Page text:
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Veterinary CT

A veterinary CT scan can also be referred to as computed axial tomography, or CAT Scan or CT scan. This is an advanced type of imaging study where a veterinary patient must lie on a table (motionless) while x-ray beams are sent through the patient at various angles. A computer receives information from sensors on the CT machine and interprets that information to display an image. As the table moves (or the scanner moves around the table), a new slice is imaged at a specific time interval, such that an area of the body can be imaged. The images can range from black to white depending on the density of the tissue. 3D reconstruction images can be generated to show anatomic locations of disease and abnormalities. This information can be useful for surgical, medical and radiation planning.

 

How to Schedule with VCTN

Pet owners

Please contact us (preferably via email at vctn@jhmi.edu or by phone 410-614-0105) to inquire about scheduling an MRI. You should have your veterinarian(s) email us a copy of your pet’s medical record including any radiographs (x-rays) that have been taken of the pet.

Please include how soon you would like the pet to be imaged (i.e. asap) and if there are any dates/times that work or do not work for scheduling the procedure. You should plan on the pet being with us for half a day.

Veterinarians

Fill out the attached referral form and email vctn@jhmi.edu a copy of the medical record, lab work and any radiographs.

Veterinary CT Frequently Asked Questions

  • Yes, during a CT scan, the veterinary patient is briefly exposed to ionizing radiation. The radiation does not remain in the body after the exposure is completed (as opposed to nuclear medicine imaging, where a small amount of radiation can stay in the body for a short time). Due to the life span of a pet (significantly shorter than a human patient), risks of absorbed x-rays inducing disease or mutation in a veterinary patient are negligible.

  • This is an excellent question and there can be crossover between these diagnostic tests.  Often one of these exams is better than the other.  However, there are some conditions where either imaging exam (MRI or CT) is sufficient to make a diagnosis and still other conditions, where both an MRI and a CT scan are advantageous.  Dr. Krimins has over 15 years of experience overseeing advanced imaging procedures, including performing advanced imaging procedures for veterinary patients at the Ohio State University (Wright Center), University of Saskatchewan College of Medicine, and Purdue University Veterinary Teaching Hospital.  In consultation with pet owners and referring veterinarians, Dr. Krimins welcomes discussions on the best imaging modalities for specific patients with specific problems.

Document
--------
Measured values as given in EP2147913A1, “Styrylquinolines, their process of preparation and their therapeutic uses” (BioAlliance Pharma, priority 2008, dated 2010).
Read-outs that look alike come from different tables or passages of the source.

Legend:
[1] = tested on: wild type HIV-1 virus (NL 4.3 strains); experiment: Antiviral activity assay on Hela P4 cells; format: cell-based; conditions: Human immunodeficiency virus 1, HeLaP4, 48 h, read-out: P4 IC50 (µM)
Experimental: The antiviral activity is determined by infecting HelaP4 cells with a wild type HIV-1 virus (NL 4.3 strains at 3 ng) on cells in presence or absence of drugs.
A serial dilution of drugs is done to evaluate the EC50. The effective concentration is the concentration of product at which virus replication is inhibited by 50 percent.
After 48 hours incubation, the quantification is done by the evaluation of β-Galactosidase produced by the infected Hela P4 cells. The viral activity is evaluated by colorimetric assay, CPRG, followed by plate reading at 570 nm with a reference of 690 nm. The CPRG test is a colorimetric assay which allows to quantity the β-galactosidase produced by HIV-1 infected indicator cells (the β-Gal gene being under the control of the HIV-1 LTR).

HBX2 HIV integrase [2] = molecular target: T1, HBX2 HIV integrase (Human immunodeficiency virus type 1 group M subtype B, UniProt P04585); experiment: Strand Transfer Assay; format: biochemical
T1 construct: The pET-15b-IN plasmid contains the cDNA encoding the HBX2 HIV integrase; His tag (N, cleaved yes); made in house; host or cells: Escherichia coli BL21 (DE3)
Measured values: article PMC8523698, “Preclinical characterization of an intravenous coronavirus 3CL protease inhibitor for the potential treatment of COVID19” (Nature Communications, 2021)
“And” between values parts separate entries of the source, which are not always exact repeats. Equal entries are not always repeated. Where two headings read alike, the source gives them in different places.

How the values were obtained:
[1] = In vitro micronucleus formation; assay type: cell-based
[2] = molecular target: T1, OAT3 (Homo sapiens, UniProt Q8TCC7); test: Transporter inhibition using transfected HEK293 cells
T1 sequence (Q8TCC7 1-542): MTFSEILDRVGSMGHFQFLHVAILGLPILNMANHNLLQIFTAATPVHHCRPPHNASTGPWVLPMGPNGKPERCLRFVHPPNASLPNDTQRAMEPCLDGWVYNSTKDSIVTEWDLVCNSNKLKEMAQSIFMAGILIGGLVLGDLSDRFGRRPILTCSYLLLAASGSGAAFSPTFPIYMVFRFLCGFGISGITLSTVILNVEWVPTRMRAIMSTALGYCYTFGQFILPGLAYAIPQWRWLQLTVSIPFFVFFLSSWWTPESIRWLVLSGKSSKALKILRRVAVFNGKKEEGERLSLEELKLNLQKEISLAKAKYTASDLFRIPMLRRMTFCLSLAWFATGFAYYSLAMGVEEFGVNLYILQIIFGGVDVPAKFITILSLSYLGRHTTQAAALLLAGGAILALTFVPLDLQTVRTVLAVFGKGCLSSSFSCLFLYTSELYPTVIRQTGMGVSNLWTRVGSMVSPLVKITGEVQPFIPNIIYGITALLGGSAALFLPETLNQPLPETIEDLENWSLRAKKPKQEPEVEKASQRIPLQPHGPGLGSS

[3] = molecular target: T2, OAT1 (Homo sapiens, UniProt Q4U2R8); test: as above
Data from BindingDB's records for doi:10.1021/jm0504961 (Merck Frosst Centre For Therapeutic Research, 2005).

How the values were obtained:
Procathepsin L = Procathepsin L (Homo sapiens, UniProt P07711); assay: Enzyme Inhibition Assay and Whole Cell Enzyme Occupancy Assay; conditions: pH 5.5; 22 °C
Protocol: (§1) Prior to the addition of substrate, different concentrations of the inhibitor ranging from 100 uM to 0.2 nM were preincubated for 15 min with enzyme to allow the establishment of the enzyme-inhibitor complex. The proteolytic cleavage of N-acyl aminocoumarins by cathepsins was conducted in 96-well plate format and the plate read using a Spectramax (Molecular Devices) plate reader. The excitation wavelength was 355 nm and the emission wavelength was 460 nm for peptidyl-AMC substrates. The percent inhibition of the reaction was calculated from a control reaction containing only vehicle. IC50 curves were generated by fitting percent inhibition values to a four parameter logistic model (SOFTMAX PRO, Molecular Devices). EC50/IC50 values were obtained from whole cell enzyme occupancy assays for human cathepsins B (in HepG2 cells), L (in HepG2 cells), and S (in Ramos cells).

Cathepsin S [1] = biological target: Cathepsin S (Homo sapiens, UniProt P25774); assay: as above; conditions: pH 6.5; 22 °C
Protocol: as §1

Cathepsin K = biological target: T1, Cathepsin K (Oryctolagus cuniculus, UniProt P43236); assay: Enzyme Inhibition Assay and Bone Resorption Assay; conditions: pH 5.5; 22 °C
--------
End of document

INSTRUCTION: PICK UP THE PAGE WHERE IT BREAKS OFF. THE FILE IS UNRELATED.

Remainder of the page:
• In contrast to MRI scans, CT imaging is quicker. A typical CT scan (just the scan itself) may be ten minutes long. However, the patient must lie motionless for the procedure and for that reason, sedation or anesthesia is recommended. Thus, the time it takes to safely and effectively sedate and position the patient on the imaging table, perform the scan (which may or may not include contrast), and then recover the patient often takes 20-30 minutes.

  • CT scans are typically ideal for assessing head/skull diseases (including ear disease, oral disease, nasal disease and airway disease), orthopedic and bone diseases (including osteoarthritis and joint disease), pulmonary (lung) disease, and more. In addition, CT scans may be recommended for animals that have implants, pacemakers or metallic devices (i.e. gunshot) in the body that prevent the patient from safely undergoing an MRI.

  • Due to the high cost of equipment, the majority of veterinary clinics and hospitals do not have facilities for advanced imaging. There is a tremendous range of CT scanners with newer scanners built for human patients, capable of producing safer and more detailed imaging. One of the tremendous assets of being part of the Department of Radiological and Radiological Science at Johns Hopkins University, is that the Veterinary Clinical Trials Network ia able to utilize for veterinary patients the newest and greatest imaging equipment available to humans.

  • Dr. Krimins is a residency-trained veterinary anesthesiologist and has anesthetized thousands of animals undergoing advanced imaging procedures. She has worked with high risk patients with underlying cardiac disease, renal disease, intra-cranial disease, severe trauma, and more. Dr. Krimins and her skilled team at the Veterinary Clinical Trials Network are able to use their combination of experience and skill, and have the best supporting equipment available for veterinary patients to ensure each case is carried out safely, efficiently and effectively.

Contact Us

Email: vctn@jhmi.edu
Phone 410-614-0105

 

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